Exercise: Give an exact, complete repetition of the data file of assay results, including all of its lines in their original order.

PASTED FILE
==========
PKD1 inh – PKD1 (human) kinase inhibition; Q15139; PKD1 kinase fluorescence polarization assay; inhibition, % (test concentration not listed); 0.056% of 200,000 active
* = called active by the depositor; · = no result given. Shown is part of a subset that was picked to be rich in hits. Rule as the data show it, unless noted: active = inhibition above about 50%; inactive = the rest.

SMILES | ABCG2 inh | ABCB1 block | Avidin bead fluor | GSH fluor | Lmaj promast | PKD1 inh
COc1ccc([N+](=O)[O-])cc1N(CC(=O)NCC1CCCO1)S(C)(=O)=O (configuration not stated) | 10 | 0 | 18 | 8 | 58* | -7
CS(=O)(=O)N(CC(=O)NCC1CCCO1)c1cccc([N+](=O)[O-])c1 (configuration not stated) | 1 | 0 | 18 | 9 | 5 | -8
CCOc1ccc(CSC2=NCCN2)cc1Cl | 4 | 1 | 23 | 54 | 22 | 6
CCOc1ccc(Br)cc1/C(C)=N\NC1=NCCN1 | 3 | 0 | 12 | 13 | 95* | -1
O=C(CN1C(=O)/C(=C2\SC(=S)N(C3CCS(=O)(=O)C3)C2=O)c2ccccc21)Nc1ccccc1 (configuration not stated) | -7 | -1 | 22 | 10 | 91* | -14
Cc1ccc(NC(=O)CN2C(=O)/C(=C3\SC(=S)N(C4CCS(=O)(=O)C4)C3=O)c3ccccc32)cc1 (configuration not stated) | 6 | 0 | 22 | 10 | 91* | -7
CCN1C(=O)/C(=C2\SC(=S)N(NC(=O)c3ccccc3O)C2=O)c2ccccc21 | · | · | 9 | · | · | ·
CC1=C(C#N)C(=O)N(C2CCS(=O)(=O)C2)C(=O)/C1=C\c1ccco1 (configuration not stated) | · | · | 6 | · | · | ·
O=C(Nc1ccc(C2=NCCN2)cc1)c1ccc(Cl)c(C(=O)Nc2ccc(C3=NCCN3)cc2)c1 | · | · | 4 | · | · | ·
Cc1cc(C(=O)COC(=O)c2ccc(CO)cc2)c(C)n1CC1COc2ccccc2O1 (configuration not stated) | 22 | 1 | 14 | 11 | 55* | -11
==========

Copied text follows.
PKD1 inh – PKD1 (human) kinase inhibition; Q15139; PKD1 kinase fluorescence polarization assay; inhibition, % (test concentration not listed); 0.056% of 200,000 active
* = called active by the depositor; · = no result given. Shown is part of a subset that was picked to be rich in hits. Rule as the data show it, unless noted: active = inhibition above about 50%; inactive = the rest.

SMILES | ABCG2 inh | ABCB1 block | Avidin bead fluor | GSH fluor | Lmaj promast | PKD1 inh
COc1ccc([N+](=O)[O-])cc1N(CC(=O)NCC1CCCO1)S(C)(=O)=O (configuration not stated) | 10 | 0 | 18 | 8 | 58* | -7
CS(=O)(=O)N(CC(=O)NCC1CCCO1)c1cccc([N+](=O)[O-])c1 (configuration not stated) | 1 | 0 | 18 | 9 | 5 | -8
CCOc1ccc(CSC2=NCCN2)cc1Cl | 4 | 1 | 23 | 54 | 22 | 6
CCOc1ccc(Br)cc1/C(C)=N\NC1=NCCN1 | 3 | 0 | 12 | 13 | 95* | -1
O=C(CN1C(=O)/C(=C2\SC(=S)N(C3CCS(=O)(=O)C3)C2=O)c2ccccc21)Nc1ccccc1 (configuration not stated) | -7 | -1 | 22 | 10 | 91* | -14
Cc1ccc(NC(=O)CN2C(=O)/C(=C3\SC(=S)N(C4CCS(=O)(=O)C4)C3=O)c3ccccc32)cc1 (configuration not stated) | 6 | 0 | 22 | 10 | 91* | -7
CCN1C(=O)/C(=C2\SC(=S)N(NC(=O)c3ccccc3O)C2=O)c2ccccc21 | · | · | 9 | · | · | ·
CC1=C(C#N)C(=O)N(C2CCS(=O)(=O)C2)C(=O)/C1=C\c1ccco1 (configuration not stated) | · | · | 6 | · | · | ·
O=C(Nc1ccc(C2=NCCN2)cc1)c1ccc(Cl)c(C(=O)Nc2ccc(C3=NCCN3)cc2)c1 | · | · | 4 | · | · | ·
Cc1cc(C(=O)COC(=O)c2ccc(CO)cc2)c(C)n1CC1COc2ccccc2O1 (configuration not stated) | 22 | 1 | 14 | 11 | 55* | -11